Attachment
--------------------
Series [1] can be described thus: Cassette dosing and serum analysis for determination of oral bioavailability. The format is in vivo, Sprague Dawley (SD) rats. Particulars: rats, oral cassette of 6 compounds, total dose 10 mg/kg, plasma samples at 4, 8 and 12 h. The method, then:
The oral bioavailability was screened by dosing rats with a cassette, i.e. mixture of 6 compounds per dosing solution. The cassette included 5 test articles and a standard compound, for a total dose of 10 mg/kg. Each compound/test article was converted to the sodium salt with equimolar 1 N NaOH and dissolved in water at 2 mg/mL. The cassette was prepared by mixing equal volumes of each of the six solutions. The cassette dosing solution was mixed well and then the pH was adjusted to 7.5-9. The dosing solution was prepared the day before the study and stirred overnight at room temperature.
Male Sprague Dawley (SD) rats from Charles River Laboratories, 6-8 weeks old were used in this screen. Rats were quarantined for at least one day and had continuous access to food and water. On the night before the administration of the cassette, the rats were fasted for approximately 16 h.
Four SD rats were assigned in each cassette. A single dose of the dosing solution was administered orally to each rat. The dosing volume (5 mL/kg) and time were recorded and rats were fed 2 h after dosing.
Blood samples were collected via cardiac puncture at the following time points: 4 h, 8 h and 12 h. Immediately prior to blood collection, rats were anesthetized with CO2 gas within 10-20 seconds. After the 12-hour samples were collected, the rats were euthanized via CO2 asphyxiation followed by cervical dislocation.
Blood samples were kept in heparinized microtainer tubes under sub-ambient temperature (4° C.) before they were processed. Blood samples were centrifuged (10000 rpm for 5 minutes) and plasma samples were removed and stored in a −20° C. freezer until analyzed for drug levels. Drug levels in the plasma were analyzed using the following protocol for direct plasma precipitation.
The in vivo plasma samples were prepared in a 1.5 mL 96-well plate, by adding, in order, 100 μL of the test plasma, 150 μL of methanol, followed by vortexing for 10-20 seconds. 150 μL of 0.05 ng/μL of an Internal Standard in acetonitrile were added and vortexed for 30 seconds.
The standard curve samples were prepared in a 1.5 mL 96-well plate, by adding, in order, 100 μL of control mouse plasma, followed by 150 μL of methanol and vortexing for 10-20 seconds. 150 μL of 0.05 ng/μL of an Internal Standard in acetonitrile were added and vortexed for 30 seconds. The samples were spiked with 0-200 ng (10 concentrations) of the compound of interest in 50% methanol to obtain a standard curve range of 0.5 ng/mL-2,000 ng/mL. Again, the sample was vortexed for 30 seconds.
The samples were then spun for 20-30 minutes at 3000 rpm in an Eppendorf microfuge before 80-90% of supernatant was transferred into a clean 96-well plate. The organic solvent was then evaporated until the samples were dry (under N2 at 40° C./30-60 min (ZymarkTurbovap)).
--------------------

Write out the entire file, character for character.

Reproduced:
Series [1] can be described thus: Cassette dosing and serum analysis for determination of oral bioavailability. The format is in vivo, Sprague Dawley (SD) rats. Particulars: rats, oral cassette of 6 compounds, total dose 10 mg/kg, plasma samples at 4, 8 and 12 h. The method, then:
The oral bioavailability was screened by dosing rats with a cassette, i.e. mixture of 6 compounds per dosing solution. The cassette included 5 test articles and a standard compound, for a total dose of 10 mg/kg. Each compound/test article was converted to the sodium salt with equimolar 1 N NaOH and dissolved in water at 2 mg/mL. The cassette was prepared by mixing equal volumes of each of the six solutions. The cassette dosing solution was mixed well and then the pH was adjusted to 7.5-9. The dosing solution was prepared the day before the study and stirred overnight at room temperature.
Male Sprague Dawley (SD) rats from Charles River Laboratories, 6-8 weeks old were used in this screen. Rats were quarantined for at least one day and had continuous access to food and water. On the night before the administration of the cassette, the rats were fasted for approximately 16 h.
Four SD rats were assigned in each cassette. A single dose of the dosing solution was administered orally to each rat. The dosing volume (5 mL/kg) and time were recorded and rats were fed 2 h after dosing.
Blood samples were collected via cardiac puncture at the following time points: 4 h, 8 h and 12 h. Immediately prior to blood collection, rats were anesthetized with CO2 gas within 10-20 seconds. After the 12-hour samples were collected, the rats were euthanized via CO2 asphyxiation followed by cervical dislocation.
Blood samples were kept in heparinized microtainer tubes under sub-ambient temperature (4° C.) before they were processed. Blood samples were centrifuged (10000 rpm for 5 minutes) and plasma samples were removed and stored in a −20° C. freezer until analyzed for drug levels. Drug levels in the plasma were analyzed using the following protocol for direct plasma precipitation.
The in vivo plasma samples were prepared in a 1.5 mL 96-well plate, by adding, in order, 100 μL of the test plasma, 150 μL of methanol, followed by vortexing for 10-20 seconds. 150 μL of 0.05 ng/μL of an Internal Standard in acetonitrile were added and vortexed for 30 seconds.
The standard curve samples were prepared in a 1.5 mL 96-well plate, by adding, in order, 100 μL of control mouse plasma, followed by 150 μL of methanol and vortexing for 10-20 seconds. 150 μL of 0.05 ng/μL of an Internal Standard in acetonitrile were added and vortexed for 30 seconds. The samples were spiked with 0-200 ng (10 concentrations) of the compound of interest in 50% methanol to obtain a standard curve range of 0.5 ng/mL-2,000 ng/mL. Again, the sample was vortexed for 30 seconds.
The samples were then spun for 20-30 minutes at 3000 rpm in an Eppendorf microfuge before 80-90% of supernatant was transferred into a clean 96-well plate. The organic solvent was then evaporated until the samples were dry (under N2 at 40° C./30-60 min (ZymarkTurbovap)).